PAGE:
My theory – and I’m now going out on a limb and completely speculating here – is that Grove, quite by accident, had stumbled on the magic formula for growing classical music audiences. If the concerts were just to please the crowds, it would have been like André Rieu – great fun for those who go, but not a bridge to the great classics. If it had been all serious and musicological, it would have been like a modern-day film appreciation class: great for the small number of people who like to educate themselves about culture, but not meaning a lot to the hordes thronging the multiplex. But George did both – he was an entertainer and an enthusiastic teacher – and he taught the lay audiences of Britain to love classical music.
Like MasterChef for Classical Music
The closest thing to which I would compare George’s achievement would actually be MasterChef. Everyone who watches the show knows it’s manipulative, cheesy and aiming at the lowest common denominator in terms of entertainment. Its goal is to have you glued to the TV set every night for an hour. And yet, slowly but surely, as this reality TV show has infiltrated the hearts and minds of Australia (and I’m sure other countries that have the show), what has happened? It has raised a generation of foodies. And that has a flow-on effect for the restaurant industry, for fine-dining experiences. There are more upmarket food experiences to be had in my city of Sydney [and now Brisbane] than ever before. So a show that is built mostly around pleasing its audience is actually doing a service for food culture in Australia, more so than any fine dining guides or food reviewers were ever able to achieve before.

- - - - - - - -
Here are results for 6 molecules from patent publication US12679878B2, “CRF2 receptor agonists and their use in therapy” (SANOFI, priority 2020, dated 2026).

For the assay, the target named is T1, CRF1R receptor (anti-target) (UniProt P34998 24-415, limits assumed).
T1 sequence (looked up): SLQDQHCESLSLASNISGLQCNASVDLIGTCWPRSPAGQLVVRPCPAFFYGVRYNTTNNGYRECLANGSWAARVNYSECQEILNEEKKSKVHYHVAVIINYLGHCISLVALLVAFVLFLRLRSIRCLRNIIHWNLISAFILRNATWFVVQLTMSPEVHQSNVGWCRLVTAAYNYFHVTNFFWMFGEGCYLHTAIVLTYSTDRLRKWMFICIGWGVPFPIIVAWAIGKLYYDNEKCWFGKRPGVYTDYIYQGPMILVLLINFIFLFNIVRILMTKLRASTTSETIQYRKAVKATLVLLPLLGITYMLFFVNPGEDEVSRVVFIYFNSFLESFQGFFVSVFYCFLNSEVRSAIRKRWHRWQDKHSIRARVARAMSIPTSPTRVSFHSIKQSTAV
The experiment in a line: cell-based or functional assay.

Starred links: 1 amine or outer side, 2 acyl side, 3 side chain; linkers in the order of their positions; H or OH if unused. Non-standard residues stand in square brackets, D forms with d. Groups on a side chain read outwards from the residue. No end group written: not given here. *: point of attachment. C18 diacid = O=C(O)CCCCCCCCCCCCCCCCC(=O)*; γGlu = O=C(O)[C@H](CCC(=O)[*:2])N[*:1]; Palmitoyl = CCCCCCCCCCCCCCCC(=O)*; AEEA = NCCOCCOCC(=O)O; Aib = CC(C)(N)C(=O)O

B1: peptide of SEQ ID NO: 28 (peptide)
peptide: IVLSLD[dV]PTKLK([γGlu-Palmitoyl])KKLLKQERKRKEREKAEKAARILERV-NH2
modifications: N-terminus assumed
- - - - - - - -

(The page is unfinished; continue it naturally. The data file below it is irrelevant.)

A Victim of His Own Success?
So why do we not see anything quite like the Crystal Palace series today? My theory is that Grove’s experiment was, in the end, a victim of its own success. By the end of the 19th century, as Grove’s life came to an end (he died in 1900), there were multiple new Audience Organisations having a crack at attracting the lay person. (The most famous of which was the London Proms, which is still running to this day.) People were so keen to nerd up on classical music, that Grove was able to successfully put together and publish the Grove Dictionary of Music. (This is still in print but nowadays it’s a large multi-volume work that lurks in Conservatorium libraries. What has possibly been missed today is that the dictionary was intended, not for classical music students, but for the lay person to gain an understanding of classical music.)